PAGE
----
I am writing an IC app that persists immutable invoice information - I want to write it to the IC blockchain and also retrieve it knowing that it is always accessible and cannot be changed. It appears that data held in Canisters can be updated or deleted as it is held in memory - is that correct?
How do I do this?
Its kind of both, you can make the data updatable/deletable as well as you can make it immutable.
So in a canister you can define stable data and then deploy it as a controller. And then remove yourself from the controller list. Now the data which you defined inside a canister becomes immutable, you cannot change the data inside it, you cannot change a single line of code inside, vice versa is also possible if you keep your self as a controller.
For examples how to read/write to a canister you can start from motoko docs and examples repos from dfinity offical github.
Alternative approaches are to rely on the canister history feature or to create a blockchain with the invoices in the canister itself, see e.g., John’s certified blockchain.
Excellent. Thank you for the canister history pointer, and blockchain example code. We have been looking for such options.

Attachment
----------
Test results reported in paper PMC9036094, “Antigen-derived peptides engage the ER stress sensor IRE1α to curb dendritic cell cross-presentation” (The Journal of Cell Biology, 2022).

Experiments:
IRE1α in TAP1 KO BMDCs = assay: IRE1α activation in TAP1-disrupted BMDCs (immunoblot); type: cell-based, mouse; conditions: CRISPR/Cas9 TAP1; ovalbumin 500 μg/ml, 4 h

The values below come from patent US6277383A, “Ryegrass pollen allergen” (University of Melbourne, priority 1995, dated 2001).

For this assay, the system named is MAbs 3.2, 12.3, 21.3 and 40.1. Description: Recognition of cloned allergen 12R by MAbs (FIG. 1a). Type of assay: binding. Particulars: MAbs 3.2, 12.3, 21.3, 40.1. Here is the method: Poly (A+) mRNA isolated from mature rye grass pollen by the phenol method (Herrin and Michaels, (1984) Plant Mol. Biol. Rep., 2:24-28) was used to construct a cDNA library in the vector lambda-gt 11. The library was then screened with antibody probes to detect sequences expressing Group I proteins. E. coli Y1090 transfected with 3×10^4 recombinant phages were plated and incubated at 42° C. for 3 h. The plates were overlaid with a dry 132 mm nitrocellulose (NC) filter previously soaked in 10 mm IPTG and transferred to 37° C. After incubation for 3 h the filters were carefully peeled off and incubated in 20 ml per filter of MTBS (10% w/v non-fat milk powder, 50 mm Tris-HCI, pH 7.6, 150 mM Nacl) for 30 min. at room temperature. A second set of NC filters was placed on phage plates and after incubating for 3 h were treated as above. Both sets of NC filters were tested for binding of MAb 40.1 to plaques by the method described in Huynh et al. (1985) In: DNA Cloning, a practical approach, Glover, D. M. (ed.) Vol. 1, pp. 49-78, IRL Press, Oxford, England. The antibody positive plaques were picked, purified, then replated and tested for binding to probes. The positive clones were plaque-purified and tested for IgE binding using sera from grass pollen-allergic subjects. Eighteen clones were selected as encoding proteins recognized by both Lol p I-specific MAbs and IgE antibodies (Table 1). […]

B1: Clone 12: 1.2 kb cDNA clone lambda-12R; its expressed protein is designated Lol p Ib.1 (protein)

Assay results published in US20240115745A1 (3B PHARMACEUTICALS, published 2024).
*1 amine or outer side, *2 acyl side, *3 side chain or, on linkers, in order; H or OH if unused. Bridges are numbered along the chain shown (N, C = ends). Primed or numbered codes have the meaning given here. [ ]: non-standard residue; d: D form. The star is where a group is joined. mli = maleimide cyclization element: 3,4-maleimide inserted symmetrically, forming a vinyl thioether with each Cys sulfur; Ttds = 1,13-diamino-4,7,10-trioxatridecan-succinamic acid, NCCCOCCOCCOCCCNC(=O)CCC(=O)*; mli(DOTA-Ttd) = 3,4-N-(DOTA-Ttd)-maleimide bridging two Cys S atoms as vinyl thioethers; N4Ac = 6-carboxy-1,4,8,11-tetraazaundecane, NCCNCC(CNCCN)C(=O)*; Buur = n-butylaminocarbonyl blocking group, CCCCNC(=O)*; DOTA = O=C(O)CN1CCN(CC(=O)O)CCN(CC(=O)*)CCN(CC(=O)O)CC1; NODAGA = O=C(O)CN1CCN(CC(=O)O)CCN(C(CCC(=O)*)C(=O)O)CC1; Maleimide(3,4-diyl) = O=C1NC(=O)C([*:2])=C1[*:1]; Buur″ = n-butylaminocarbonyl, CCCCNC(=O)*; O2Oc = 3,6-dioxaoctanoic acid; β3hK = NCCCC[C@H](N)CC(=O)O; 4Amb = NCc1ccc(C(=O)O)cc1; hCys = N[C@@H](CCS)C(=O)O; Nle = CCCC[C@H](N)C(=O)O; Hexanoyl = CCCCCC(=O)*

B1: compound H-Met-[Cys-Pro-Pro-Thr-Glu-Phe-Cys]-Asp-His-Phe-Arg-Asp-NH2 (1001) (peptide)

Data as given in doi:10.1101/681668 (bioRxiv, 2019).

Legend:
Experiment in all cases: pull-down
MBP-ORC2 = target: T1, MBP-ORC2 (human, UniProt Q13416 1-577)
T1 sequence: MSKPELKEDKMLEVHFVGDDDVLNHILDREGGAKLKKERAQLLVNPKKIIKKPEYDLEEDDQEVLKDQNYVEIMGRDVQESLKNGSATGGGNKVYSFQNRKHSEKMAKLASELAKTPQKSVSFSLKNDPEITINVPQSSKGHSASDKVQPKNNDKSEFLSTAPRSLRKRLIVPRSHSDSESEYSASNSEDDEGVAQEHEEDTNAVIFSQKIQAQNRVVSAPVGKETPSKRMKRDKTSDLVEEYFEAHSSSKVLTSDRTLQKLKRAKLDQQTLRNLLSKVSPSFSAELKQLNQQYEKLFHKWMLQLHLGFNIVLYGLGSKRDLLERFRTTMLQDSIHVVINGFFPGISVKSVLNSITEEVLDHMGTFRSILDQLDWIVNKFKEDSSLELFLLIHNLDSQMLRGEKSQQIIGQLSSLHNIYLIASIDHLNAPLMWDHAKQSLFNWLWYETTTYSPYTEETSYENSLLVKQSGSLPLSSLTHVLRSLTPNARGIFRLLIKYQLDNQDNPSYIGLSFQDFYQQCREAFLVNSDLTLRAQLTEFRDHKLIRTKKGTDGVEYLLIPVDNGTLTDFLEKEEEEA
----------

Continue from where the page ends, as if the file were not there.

Isn’t it possible to also use the ICP ledger, or is that not an option for storing data (only transactions)?
The ICP ledger’s purpose it to store ICP token transactions. Note that it also creates a chain of blocks in the canister itself, with one transaction per block.
I wouldn’t recommend to abuse the ICP ledger canister to store arbitrary data.
To add a bit more nuance, the IC is not a traditional blockchain, in that it only relies on a blockchain for consensus (all inputs are placed in blocks; these blocks are then the input to a deterministic state machine); but this blockchain is not persisted past a checkpoint (which happens every 500 blocks or just under 10 minutes, on average).
In this respect, every subnet is a replicated virtual machine and all state is held within this virtual machine (in the canister’s heap or stable memory; transparently backed by persistent storage via orthogonal persistence). Meaning that if you want to provide provable immutability, you need to rely on mechanisms within the protocol (e.g. publishing the code of your canister and giving up all control of it; or having your canister build a blockchain of all the transactions it executes, as does the ICP ledger).